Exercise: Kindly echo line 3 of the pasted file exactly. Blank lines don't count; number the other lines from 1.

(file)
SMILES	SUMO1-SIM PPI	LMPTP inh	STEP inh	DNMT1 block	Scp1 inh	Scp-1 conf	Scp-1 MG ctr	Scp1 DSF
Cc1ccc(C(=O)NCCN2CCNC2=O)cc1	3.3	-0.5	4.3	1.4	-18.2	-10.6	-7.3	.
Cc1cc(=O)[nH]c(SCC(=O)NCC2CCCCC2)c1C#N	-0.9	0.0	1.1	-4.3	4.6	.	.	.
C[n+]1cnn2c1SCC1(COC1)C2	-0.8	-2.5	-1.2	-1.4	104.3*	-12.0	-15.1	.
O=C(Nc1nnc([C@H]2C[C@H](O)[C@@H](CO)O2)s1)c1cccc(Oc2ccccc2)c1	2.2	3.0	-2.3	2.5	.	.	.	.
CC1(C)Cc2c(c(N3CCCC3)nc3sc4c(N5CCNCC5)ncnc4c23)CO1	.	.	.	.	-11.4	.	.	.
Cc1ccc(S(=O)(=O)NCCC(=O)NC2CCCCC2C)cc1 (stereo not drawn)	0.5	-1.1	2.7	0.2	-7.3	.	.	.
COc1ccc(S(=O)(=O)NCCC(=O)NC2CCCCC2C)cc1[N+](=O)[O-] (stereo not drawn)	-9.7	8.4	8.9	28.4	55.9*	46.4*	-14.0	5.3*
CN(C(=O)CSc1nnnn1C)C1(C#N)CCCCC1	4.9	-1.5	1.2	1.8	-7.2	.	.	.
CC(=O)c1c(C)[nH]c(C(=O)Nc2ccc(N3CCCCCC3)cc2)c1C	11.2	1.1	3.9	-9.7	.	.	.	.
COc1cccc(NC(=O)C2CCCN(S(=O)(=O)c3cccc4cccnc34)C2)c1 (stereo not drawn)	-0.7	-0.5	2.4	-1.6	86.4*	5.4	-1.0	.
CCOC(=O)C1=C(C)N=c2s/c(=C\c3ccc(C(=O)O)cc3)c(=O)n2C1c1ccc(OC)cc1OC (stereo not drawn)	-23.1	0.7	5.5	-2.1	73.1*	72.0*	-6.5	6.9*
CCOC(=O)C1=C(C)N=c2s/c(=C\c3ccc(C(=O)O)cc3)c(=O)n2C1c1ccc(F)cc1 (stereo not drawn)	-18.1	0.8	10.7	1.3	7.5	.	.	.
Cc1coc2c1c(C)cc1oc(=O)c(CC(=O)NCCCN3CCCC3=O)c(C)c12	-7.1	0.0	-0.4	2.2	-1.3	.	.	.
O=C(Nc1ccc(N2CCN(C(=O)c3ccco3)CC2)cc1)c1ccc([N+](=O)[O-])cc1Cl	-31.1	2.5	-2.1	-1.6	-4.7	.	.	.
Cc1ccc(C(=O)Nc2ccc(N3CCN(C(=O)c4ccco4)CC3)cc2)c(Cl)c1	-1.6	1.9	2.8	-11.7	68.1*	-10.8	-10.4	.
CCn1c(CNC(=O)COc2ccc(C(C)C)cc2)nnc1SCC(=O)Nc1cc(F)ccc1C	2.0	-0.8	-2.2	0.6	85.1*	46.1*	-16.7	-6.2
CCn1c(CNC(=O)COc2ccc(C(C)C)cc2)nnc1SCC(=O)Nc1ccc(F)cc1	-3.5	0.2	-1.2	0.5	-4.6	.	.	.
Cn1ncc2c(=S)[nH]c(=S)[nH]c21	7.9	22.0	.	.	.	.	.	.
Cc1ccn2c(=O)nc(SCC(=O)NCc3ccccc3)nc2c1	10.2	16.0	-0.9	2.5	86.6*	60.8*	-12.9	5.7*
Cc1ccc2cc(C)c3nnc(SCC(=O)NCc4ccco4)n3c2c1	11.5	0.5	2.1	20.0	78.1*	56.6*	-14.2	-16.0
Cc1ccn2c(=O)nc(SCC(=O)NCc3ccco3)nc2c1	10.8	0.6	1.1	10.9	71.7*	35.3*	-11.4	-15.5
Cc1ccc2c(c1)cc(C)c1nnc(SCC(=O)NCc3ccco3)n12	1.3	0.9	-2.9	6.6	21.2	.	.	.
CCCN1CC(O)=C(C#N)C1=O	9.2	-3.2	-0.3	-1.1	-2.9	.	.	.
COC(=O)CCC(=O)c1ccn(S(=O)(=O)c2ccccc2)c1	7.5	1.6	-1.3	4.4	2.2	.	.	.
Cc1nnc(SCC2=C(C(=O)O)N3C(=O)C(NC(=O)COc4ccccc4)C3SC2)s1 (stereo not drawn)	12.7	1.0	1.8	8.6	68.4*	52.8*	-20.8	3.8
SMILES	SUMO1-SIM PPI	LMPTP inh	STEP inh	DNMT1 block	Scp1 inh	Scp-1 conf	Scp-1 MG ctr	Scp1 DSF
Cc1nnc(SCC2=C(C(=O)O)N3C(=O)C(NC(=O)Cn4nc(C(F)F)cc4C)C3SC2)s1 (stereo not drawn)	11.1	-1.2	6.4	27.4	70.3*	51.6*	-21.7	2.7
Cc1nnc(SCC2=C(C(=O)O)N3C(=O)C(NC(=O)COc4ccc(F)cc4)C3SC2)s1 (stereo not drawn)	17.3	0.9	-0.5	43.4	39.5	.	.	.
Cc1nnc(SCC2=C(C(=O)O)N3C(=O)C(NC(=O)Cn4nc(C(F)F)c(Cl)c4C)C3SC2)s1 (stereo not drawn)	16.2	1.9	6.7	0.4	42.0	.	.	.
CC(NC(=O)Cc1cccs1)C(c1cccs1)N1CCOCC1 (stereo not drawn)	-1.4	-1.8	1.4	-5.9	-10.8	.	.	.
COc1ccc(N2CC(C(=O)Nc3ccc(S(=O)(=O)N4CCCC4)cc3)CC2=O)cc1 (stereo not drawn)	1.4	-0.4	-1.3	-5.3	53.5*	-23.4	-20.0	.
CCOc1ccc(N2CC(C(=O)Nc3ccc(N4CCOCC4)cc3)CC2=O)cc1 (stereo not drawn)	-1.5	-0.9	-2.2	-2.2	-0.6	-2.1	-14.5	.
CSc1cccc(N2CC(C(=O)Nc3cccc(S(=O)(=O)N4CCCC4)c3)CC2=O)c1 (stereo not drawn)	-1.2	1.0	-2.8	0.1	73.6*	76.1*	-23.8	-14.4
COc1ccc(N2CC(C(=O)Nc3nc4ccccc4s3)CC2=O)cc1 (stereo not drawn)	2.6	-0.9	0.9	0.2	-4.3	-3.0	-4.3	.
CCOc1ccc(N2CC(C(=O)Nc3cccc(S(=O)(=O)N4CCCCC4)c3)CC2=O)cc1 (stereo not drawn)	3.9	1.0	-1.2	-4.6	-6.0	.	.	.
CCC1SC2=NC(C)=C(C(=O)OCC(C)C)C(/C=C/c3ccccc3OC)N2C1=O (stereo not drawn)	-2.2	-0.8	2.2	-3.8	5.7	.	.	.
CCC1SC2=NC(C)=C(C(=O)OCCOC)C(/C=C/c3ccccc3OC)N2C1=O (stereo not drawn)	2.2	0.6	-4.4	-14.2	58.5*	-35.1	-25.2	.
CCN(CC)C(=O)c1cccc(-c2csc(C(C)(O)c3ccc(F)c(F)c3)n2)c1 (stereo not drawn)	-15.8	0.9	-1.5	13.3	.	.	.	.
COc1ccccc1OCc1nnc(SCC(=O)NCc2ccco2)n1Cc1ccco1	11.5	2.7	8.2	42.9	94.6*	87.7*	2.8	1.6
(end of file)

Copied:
Cc1cc(=O)[nH]c(SCC(=O)NCC2CCCCC2)c1C#N	-0.9	0.0	1.1	-4.3	4.6	.	.	.